My wife loves adventures, and she has had quite a few. My life is all the more richer because of the adventures we have shared in the eight years we have been married. There have been times when I have “caused” adventures for which we didn’t necessarily make plans, but she has usually faced the challenges with enthusiasm and determination. She is a gracious soul. One such occasion happened about five years ago when I decided to search for a hiking trail that terminated at a waterfall — one of my favorite outdoor experiences. I searched through a trail guide and selected one in north central Georgia in the Chattahoochee National Forest. Little Rock Creek Falls looked beautiful in all the photographs I saw, which perhaps encouraged me to be a bit too dismissive about the descriptions of the trail leading to the falls that described it as being difficult and dangerous with thick underbrush.
For young folks or very athletic, experienced hikers, this trail would not be a problem. My wife and I are casual hikers. We are occasional hikers. We are quite often paved-trail hikers. Little Rock Creek trail has no pavement. The length of the trail from the road to the falls is a little less than a mile, and the elevation is consistent; however, the terrain is quite steep and rocky as the trail makes its way along a sharp embankment following the creek. The understory is beautiful and thick with mountain laurel and rhododendron. At this stage of our hiking careers, we were not yet using sticks of any kind (we each have two now). Under normal conditions, we would have considered this to be a moderately difficult hike, but alas, I had the audacity to take my dear wife on this excursion not too long after she had broken her shoulder, which she guarded carefully along the way. I was nervous the whole time, fearing that she would slip and reinjure her shoulder or break something else trying to protect it as she fell.
Although we should have waited until she was in better shape to make this hike, I can state with certainty that neither of us was disappointed with the terminus of this trail. It was one of the most secluded and enchanting waterfalls I have ever seen in Georgia. We did the obligatory selfie shot with the falls behind us, which became profile pictures for both of us on social media for several months. I apologized to her profusely for selecting such a treacherous trail, especially considering that she was still recovering from an injury. As usual, she simply said, “I’m fine.” She is indeed.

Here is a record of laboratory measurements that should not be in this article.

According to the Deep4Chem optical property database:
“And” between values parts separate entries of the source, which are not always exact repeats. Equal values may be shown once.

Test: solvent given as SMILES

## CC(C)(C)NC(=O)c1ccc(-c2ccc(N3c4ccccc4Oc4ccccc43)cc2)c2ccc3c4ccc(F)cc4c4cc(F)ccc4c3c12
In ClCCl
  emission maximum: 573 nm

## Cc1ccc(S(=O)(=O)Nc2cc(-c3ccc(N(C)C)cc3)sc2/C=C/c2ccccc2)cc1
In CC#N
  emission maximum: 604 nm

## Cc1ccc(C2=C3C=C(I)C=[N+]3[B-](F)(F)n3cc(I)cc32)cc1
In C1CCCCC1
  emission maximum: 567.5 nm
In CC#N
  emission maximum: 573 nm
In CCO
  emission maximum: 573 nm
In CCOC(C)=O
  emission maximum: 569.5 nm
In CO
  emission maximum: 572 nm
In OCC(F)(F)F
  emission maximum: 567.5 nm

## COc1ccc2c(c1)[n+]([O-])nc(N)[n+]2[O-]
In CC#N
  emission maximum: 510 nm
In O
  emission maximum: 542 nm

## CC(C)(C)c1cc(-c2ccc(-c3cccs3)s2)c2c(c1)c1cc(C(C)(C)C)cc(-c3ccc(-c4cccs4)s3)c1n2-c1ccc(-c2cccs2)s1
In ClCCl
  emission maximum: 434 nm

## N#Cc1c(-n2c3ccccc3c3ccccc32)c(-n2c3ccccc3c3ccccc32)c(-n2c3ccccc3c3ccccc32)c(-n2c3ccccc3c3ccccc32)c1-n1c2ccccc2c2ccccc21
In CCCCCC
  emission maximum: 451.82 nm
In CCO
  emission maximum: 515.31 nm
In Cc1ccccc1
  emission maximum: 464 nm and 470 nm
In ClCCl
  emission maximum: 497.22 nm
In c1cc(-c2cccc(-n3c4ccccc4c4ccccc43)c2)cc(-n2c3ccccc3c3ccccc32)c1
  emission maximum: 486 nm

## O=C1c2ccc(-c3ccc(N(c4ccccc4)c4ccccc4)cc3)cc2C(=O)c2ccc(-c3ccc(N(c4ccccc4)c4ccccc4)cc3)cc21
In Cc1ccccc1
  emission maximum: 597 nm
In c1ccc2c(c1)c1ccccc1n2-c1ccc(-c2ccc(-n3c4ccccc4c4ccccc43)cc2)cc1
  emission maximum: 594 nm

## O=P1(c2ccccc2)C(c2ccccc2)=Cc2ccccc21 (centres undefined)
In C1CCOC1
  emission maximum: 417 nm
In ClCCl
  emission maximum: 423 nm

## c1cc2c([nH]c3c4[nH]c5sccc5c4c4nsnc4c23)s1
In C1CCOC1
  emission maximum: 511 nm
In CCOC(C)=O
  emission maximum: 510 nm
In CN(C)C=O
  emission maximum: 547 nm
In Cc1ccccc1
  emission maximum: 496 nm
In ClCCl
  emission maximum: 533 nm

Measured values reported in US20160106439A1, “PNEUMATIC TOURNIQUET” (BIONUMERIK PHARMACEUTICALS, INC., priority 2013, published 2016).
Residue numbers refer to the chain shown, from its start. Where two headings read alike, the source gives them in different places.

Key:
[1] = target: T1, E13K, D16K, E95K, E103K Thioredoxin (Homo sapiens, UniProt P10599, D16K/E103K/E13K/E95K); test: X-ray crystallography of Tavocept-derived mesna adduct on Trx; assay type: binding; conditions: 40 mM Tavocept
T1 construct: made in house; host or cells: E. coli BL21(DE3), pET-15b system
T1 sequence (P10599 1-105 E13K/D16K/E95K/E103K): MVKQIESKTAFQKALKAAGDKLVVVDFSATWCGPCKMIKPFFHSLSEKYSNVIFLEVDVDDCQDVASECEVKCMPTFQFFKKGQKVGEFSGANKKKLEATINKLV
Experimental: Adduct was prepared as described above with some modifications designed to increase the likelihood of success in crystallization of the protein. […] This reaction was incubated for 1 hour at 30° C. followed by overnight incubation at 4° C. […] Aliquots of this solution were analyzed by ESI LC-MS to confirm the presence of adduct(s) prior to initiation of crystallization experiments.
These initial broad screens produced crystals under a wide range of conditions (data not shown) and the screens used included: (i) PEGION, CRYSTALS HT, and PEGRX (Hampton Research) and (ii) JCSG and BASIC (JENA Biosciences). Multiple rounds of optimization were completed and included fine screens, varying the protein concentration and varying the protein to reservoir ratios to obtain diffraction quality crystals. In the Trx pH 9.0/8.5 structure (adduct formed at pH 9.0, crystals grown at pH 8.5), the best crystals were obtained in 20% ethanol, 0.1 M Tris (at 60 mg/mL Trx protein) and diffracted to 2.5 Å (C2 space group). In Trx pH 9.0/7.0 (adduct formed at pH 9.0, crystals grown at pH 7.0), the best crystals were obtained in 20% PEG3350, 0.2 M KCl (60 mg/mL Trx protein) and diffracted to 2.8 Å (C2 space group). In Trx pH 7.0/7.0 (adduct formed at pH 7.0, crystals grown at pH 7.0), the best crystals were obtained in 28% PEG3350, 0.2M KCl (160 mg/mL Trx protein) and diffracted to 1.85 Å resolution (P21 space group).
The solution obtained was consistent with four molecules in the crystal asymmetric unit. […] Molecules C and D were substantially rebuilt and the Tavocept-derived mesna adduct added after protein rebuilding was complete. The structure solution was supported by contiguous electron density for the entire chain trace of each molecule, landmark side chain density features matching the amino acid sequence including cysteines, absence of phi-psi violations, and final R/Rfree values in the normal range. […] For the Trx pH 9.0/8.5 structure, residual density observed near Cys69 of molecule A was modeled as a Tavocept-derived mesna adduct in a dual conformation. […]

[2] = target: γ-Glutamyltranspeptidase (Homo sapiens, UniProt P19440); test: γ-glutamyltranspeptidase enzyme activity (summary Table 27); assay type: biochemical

I have written several blog entries about hiking, an activity that my wife and I so enjoy and one that I am missing terribly since I broke my ankle last month. I have also written about some of our favorite places to hike, which are often located in areas that offer distant vistas, most particularly mountains and valleys. Truly one of the most spectacular places we have hiked is in Phoenix, Arizona, the city where my wife lived for nineteen years, before we met. She has told me about how, when she lived in the area, she regularly drove to the Phoenix Mountains Preserve to hike the trails on over 6,000 acres of land owned by the city and managed by the Phoenix Mountains Preservation Council. The network of trails in the Preserve winds up through small mountains and hills that reach about 2,000 feet above the desert floor and about 3,000 feet above sea level. These elevations, combined with the mostly treeless landscape, provide hikers with incredible views of the enormous valley below and the vast sprawl of the metropolitan city and suburbs.
I traveled to Arizona for the first time in 2008 with my wife, and while we were there, she took me to the Preserve. We hiked up one of the hills, not to the top but far enough to take some great photos that I have used on occasion as computer wallpaper, like the one above. Somehow the mountains in the distance look so much higher than they are because they soar up from the flat, desert floor. There is a very definite contrast between earth and sky in many portions of the west, and this is one of those places. The diversity of plant life in the desert is far greater than most people who have not seen it can imagine. The terrain is rocky and sandy but not too difficult to maneuver. The Preserve is well used and a wonderful recreational asset for the people of Phoenix.
If you like hiking, or simply taking a walk on a nature trail, the state parks and national forests in north Georgia are some of the best places to enjoy this activity. The state of Georgia does a fine job, with dwindling resources I am quick to add, with the access to natural resources it provides through the state park system. The trails vary in length and difficulty levels to accommodate almost any age and degree of fitness. Most parks have trails that are wheelchair accessible. The diversity of flora and fauna in the southern Appalachia is unmatched anywhere in the U.S. There are very few weeks out of the year where the weather makes outdoor exploration uncomfortable here. I have spent many hours wandering mountain paths through densely wooded countryside and have always come away restored.